A Dance With Death
Canadian Women on the Gallows, 1754-1954Book - 1996
- In a bizarre case in 1912, Minnie McGee poisoned six of her children by mixing the phosphorus tips off matches into their porridge. Her only explanation was that she was not feeling well.
- Susan Kennedy was an ill-tempered woman. One day in 1879, her husband came home to find the body of Susan's friend Mary Gallagher in a poll of blood on the kitchen floor. Her severed head and one hand were in a pail beside it.
- When Peter Napolitano was found in bed with his head cut off on Easter Sunday in 1911, neighbours remembered seeing his wife, Angelina, carefully sharpening an axe.
- Sentenced to death in 1881, Geneviève Lafleur at age sixty-five was the oldest woman in Canada to face the gallows. She had callously convinced her sixteen-year-old stepson to kill his brother, Dan, so she could get her hands on the man's $300 life savings.
- And in a crime unique in Canada, Marguerite Pitre - Canada's worst mass murderer - was involved in a diabolical plot in 1949 that took the lives of twenty-three people, although there was only one intended victim.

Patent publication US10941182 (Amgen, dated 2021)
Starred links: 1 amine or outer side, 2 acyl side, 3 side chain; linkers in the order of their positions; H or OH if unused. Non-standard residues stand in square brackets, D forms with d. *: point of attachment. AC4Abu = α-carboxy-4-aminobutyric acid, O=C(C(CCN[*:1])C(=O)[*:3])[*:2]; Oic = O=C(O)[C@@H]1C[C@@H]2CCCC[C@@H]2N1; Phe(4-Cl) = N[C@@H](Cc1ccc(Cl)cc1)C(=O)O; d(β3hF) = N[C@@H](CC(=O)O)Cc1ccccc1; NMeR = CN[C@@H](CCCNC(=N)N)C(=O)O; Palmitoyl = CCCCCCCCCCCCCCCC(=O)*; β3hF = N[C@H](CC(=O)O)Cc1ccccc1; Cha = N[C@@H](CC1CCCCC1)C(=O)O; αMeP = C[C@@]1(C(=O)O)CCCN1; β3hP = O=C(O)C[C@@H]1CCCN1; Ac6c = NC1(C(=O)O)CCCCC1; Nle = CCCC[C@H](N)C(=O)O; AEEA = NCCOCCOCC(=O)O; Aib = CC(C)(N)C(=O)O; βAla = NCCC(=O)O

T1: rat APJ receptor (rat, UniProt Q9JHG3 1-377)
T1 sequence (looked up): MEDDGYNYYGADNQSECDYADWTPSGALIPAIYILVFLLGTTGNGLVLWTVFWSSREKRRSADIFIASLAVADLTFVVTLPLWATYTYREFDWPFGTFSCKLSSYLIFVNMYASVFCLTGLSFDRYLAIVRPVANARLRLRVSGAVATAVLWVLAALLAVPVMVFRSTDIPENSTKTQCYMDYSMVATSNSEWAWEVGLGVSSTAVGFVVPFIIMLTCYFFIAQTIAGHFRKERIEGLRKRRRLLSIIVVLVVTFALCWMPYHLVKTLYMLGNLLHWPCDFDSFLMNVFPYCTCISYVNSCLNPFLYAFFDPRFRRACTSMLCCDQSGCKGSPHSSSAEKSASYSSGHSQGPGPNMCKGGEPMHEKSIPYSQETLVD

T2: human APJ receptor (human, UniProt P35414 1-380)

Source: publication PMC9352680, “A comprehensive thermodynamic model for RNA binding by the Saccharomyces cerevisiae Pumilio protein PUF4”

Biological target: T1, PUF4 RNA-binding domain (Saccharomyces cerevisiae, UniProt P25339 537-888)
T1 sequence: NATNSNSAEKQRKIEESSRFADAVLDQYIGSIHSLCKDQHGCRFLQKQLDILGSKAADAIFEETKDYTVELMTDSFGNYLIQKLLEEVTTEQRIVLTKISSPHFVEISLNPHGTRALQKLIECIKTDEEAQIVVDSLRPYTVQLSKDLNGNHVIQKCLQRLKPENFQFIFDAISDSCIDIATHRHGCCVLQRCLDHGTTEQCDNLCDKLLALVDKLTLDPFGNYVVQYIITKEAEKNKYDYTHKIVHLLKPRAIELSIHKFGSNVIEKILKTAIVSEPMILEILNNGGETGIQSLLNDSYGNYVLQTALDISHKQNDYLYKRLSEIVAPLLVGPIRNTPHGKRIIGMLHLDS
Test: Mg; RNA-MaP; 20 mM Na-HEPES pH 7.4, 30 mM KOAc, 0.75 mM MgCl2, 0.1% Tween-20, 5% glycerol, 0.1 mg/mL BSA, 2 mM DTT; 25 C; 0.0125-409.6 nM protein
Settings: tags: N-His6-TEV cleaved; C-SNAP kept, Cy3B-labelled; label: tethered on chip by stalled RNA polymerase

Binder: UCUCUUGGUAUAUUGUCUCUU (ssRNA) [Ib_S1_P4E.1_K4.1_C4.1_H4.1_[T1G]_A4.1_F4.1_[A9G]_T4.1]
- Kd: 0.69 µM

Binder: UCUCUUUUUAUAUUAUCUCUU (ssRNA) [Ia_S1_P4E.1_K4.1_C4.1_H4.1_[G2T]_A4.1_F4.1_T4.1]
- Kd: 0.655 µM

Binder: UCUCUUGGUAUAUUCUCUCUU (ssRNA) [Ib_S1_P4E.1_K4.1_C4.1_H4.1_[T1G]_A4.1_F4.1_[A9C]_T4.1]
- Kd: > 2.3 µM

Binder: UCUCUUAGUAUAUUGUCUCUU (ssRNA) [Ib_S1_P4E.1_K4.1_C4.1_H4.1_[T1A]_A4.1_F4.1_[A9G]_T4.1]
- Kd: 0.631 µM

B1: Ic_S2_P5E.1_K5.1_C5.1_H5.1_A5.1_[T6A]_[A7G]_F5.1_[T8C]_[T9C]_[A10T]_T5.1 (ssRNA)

There are forty-nine tales collected here of Canadian women convicted of murder and sentenced to death between colonial times and the mid-twentieth century. From the unfathomable murder of innocent children, to cold-blooded murder provoked by greed or lust, to the perhaps more understandable slaying of an abusive husband, and other unusual cases, these true stories tell of ordinary women who became infamous as a result of their involvement in tragic or heinous events.
By turns sad, startling, gruesome, or strange, A Dance with Death reveals insights into the social mores of the times, the workings of Canada's criminal justice system, and attitudes towards women and capital punishment in their times. It also allows us a glimpse into the lives, the methods, and motives of Canada's female killers.